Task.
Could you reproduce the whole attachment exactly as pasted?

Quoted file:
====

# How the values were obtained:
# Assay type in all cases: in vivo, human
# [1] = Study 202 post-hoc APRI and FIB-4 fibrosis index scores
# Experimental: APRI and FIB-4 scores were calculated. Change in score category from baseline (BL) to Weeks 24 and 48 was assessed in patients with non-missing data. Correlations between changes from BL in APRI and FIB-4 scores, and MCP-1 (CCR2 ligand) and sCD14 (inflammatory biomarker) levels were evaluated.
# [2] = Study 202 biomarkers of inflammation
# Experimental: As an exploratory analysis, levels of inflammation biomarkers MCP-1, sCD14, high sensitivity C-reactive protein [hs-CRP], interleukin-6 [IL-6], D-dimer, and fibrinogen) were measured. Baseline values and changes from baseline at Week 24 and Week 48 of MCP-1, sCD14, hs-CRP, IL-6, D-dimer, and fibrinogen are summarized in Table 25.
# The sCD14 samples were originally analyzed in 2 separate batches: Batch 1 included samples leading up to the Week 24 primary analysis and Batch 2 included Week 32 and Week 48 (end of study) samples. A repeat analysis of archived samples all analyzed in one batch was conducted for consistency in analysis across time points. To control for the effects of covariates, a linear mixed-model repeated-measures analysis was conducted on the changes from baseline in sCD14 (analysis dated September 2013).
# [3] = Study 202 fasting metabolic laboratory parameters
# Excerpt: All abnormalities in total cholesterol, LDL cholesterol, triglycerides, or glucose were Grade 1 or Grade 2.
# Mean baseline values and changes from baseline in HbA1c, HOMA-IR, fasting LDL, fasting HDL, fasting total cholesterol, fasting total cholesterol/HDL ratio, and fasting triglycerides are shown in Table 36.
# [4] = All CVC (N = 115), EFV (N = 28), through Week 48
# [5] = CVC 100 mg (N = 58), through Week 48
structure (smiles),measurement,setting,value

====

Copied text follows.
# How the values were obtained:
# Assay type in all cases: in vivo, human
# [1] = Study 202 post-hoc APRI and FIB-4 fibrosis index scores
# Experimental: APRI and FIB-4 scores were calculated. Change in score category from baseline (BL) to Weeks 24 and 48 was assessed in patients with non-missing data. Correlations between changes from BL in APRI and FIB-4 scores, and MCP-1 (CCR2 ligand) and sCD14 (inflammatory biomarker) levels were evaluated.
# [2] = Study 202 biomarkers of inflammation
# Experimental: As an exploratory analysis, levels of inflammation biomarkers MCP-1, sCD14, high sensitivity C-reactive protein [hs-CRP], interleukin-6 [IL-6], D-dimer, and fibrinogen) were measured. Baseline values and changes from baseline at Week 24 and Week 48 of MCP-1, sCD14, hs-CRP, IL-6, D-dimer, and fibrinogen are summarized in Table 25.
# The sCD14 samples were originally analyzed in 2 separate batches: Batch 1 included samples leading up to the Week 24 primary analysis and Batch 2 included Week 32 and Week 48 (end of study) samples. A repeat analysis of archived samples all analyzed in one batch was conducted for consistency in analysis across time points. To control for the effects of covariates, a linear mixed-model repeated-measures analysis was conducted on the changes from baseline in sCD14 (analysis dated September 2013).
# [3] = Study 202 fasting metabolic laboratory parameters
# Excerpt: All abnormalities in total cholesterol, LDL cholesterol, triglycerides, or glucose were Grade 1 or Grade 2.
# Mean baseline values and changes from baseline in HbA1c, HOMA-IR, fasting LDL, fasting HDL, fasting total cholesterol, fasting total cholesterol/HDL ratio, and fasting triglycerides are shown in Table 36.
# [4] = All CVC (N = 115), EFV (N = 28), through Week 48
# [5] = CVC 100 mg (N = 58), through Week 48
structure (smiles),measurement,setting,value